Imagine a woolly mammoth striding down Reverand Martin Luther King Jr. Blvd in downtown Saint Paul. It’s Earth Day, and thousands of Minnesotans are marching in support of climate science and action. The woolly mammoth, while magically life-like, is actually a giant puppet built by master puppeteer Alison Heimstead.
We are proposing to build a nearly life-size woolly mammoth puppet to be animated at parades, demonstrations and public events to draw attention to humans’ relationship to and responsibility for climate change. The woolly mammoth, as arguably the first human-caused extinction, is a symbol for what we stand to lose in the face of accelerating climate change. Yet, although the mammoth carries a serious message, it delivers it in a lighthearted way that appeals to our natural sense of wonder. The sight of this mythic animal in a modern, urban environment will open people up to new possibilities for action, rather than paralyze them with fearful rhetoric.
Local playwright and performance-maker Elle Thoni came up with the idea to build a woolly mammoth puppet while writing a full-length play about mammoth de-extinction, a real scientific endeavor that has recently taken social media by storm. While Elle hopes to fully produce her play Woolly in 2018, she has been inspired by this new era of renewed civic action to animate the central figure of her play with the hope that it will serve as a playful prompt for conversations about climate change in the public sphere.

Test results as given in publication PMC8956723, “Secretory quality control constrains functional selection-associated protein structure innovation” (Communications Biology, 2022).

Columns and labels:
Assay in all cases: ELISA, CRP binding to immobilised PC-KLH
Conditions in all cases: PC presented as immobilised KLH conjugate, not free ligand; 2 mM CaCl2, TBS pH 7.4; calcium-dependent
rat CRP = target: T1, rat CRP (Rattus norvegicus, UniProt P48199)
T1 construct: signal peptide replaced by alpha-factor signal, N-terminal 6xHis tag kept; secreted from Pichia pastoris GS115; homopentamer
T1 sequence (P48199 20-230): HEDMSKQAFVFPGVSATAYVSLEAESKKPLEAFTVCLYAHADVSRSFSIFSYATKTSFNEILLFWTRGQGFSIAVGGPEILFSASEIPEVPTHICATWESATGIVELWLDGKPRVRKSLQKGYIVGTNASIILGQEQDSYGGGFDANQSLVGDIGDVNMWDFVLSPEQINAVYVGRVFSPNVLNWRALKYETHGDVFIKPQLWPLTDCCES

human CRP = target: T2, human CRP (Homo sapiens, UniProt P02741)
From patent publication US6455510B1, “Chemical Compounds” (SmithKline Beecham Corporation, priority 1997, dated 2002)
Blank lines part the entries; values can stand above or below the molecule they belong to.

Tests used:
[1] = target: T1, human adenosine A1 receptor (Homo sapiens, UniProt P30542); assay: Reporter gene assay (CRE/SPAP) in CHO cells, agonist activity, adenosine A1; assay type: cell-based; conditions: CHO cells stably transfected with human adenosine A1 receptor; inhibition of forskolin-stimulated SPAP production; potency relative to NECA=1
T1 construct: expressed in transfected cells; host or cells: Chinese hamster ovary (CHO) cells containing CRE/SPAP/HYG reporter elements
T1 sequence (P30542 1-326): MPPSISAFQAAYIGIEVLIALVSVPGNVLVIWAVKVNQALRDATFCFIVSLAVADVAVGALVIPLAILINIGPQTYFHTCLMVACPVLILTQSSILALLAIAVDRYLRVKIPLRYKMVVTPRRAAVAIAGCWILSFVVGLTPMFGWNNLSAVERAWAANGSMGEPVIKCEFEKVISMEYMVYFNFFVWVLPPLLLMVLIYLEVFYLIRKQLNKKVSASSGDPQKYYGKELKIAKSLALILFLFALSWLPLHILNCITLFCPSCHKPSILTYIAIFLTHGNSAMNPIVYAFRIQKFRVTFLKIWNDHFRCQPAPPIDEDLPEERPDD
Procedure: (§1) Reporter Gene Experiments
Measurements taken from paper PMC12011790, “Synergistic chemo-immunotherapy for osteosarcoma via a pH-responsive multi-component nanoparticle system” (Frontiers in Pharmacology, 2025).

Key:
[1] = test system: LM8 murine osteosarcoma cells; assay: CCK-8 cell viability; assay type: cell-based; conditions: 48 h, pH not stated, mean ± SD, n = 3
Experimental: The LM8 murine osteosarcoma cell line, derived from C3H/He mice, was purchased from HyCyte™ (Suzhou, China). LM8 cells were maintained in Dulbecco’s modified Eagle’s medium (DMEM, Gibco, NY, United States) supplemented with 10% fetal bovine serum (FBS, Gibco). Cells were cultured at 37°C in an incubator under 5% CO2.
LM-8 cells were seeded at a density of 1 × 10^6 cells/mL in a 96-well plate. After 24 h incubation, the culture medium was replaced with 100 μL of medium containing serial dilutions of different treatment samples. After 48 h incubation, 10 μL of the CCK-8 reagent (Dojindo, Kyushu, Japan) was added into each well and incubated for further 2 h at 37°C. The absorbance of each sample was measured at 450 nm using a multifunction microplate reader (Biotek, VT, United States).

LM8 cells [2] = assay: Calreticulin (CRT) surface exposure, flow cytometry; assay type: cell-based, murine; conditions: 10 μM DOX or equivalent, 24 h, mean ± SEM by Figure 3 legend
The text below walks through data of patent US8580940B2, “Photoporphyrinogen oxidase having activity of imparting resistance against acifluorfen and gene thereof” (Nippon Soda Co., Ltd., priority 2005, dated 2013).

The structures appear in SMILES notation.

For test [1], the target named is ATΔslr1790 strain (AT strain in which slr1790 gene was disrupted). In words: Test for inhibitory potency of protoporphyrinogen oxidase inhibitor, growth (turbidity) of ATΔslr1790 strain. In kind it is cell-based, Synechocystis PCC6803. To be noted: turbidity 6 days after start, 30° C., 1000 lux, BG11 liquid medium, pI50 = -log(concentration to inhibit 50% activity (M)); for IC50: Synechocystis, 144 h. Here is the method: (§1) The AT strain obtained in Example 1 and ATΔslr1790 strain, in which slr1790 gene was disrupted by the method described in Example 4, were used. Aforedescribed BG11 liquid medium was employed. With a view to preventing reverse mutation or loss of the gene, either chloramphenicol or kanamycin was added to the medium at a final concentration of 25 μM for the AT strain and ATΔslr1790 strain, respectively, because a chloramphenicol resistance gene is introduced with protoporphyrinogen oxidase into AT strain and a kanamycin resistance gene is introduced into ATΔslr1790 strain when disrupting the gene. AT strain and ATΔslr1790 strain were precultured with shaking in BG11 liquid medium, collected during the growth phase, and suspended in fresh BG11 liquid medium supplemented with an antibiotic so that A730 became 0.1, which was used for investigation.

For Alison, the woolly mammoth is the next step in her artistic exploration in the intersection between puppetry and taxidermy, creating puppets that are as realistic and textured as they are whimsical. As a seasoned builder, she will construct a puppet that is lightweight enough to be operated by four puppeteers for long periods of time and can also be easily broken down and transported.
Financiado pelo capítulo Twin Cities, MN (March 2017)